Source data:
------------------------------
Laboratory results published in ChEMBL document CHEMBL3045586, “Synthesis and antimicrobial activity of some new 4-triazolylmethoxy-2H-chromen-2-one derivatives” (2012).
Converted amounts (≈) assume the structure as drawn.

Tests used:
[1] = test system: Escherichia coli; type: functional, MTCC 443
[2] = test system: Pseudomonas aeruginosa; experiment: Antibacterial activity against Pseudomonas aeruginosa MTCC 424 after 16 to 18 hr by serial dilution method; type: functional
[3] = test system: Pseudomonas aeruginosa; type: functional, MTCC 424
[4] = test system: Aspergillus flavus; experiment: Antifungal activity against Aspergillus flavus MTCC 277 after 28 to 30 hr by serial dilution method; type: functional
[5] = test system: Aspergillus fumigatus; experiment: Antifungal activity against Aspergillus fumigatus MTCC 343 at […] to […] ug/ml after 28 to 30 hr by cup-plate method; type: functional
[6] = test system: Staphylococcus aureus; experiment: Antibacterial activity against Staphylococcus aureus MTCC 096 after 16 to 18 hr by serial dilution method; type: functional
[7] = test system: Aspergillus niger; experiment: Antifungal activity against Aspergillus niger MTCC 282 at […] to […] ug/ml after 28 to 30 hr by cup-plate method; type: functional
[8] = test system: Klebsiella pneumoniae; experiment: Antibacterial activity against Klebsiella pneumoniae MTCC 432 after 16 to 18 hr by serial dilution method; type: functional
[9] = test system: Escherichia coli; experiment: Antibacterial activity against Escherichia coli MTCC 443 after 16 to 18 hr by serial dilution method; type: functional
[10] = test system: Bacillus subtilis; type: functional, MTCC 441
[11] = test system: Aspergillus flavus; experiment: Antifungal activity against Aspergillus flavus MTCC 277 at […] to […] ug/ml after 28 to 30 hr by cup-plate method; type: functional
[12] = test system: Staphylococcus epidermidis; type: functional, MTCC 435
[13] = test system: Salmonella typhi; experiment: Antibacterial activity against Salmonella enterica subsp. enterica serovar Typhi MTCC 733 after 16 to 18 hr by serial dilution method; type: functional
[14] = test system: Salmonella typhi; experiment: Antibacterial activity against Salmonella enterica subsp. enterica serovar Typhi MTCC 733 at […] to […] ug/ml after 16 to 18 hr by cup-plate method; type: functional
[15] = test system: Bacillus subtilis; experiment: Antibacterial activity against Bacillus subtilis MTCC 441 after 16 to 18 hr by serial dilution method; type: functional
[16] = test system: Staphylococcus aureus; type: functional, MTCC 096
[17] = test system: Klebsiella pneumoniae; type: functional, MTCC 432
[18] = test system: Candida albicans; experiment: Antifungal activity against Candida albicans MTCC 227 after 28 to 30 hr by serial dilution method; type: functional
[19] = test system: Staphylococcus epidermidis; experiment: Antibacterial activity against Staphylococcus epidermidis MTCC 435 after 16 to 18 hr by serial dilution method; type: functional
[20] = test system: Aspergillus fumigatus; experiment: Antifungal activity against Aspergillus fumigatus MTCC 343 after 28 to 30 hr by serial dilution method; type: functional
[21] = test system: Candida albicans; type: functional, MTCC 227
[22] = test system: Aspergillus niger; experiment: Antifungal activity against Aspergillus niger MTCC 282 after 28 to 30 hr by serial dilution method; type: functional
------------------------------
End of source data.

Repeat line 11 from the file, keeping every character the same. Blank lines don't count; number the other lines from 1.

[8] = test system: Klebsiella pneumoniae; experiment: Antibacterial activity against Klebsiella pneumoniae MTCC 432 after 16 to 18 hr by serial dilution method; type: functional